Saturday, January 16, 2016

Day Eight: Stephen’s Birthday!!

Wednesday, January 13, 2016

It’s Stephen’s birthday!!  This year he is turning 22, after having his 21st birthday right here in this very place last year.  We also got to celebrate the return of Callan and Jesse, who came back with a clean bill of health for Callan.  We are thrilled to have our whole group together again. 

Our work today followed a special breakfast prepared by Team Ótimo (with Jenny replacing Steve, as it is his birthday and all . . .).  They made pancakes with mix we brought from home.  Some had M&Ms and all had big piles of Log Cabin syrup all over them.  The cleanup of the non-nonstick pans was no fun, but worth it. 

We then started working right on the grounds of the guest area where we are staying.  Any of you readers who have been here before will not even believe the change of this landscape today.  It’s hard to get perspective on it in any pictures or videos, but we cut into the rain forest and expanded the grounds by almost 50%.  We realize that cutting down rainforest doesn’t sound like a very noble pursuit, but we are in a forest preserve where the kinds of trees that can be cut are controlled so we were actually exercising great care.  There was one very valuable tree that was involved in this event (a jacaranda) and that wood got directed to a different place than the overall debris pile from the other trees and bushes.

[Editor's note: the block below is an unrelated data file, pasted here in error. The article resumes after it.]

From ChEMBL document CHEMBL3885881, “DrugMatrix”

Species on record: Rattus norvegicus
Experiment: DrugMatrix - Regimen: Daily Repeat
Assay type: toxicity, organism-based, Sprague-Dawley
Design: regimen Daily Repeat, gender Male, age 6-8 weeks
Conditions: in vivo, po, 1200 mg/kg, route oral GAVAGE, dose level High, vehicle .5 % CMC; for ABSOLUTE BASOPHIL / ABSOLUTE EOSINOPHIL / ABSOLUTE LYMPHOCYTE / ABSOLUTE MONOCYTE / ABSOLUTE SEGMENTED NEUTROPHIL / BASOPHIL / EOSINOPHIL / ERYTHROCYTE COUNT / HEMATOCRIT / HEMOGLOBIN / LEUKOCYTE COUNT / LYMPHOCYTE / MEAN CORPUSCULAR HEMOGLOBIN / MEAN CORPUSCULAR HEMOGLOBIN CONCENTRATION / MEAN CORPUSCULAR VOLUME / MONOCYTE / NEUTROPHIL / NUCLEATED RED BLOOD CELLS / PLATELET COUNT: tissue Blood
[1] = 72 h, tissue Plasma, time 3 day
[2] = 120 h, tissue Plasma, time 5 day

The expansion of the guest area is actually funded in part by a government grant to help rain forest communities establish sustainable enterprises that will improve their economic conditions without diminishing their culture or heritage. As we have noted before, Anã is a model for the surrounding area about how to skate this fine line. 

Our jobs, then, included everything from digging a septic tank to laying bricks on the new bathroom to preparing thatch for the roof.  We also felled trees (sometimes with axes, sometimes with machetes) and cleared debris.  We hired a contractor to oversee the bathroom project and lots of other locals showed up to help with everything. 

As always, we had too few tools to do everything we wanted to do, so we had to use ingenuity to keep projects moving even when the tool situation was not ideal.  We quickly organized rotations so that we could maximize productivity.  One of our jobs was to dig the pit for the septic system and we were instructed to make it as deep as our dear friend Tonico is tall.  That means that we were going for about five cubic feet of dirt removal.  Using all manual tools, that’s a big job.  As the job unfolded, the pit got bigger and deeper but we just kept going until they told us to stop.

We were tireless for some reason and our guys even kept box-jumping (leaping out with both feet using no hands) out of the pit, even as its depth reached the height of their heads.  We got machete lessons from the locals and the DIRT vets, but we never got anywhere near the skill level of the people who live here.  That’s probably for the better.  We’ll just be careful and slow and not mind that we can’t hack through a tree Game of Thrones style. 

Some of our women decided to take out one of the stumps unassisted and conquered it impressively in much less time than they expected.  Many of us learned new skills, including preparing thatch for installation as roofing material by tearing each individual frond in just the right way to make them all align properly to block water flow.  Others learned masonry as they mortared bricks into place on the new bathhouse.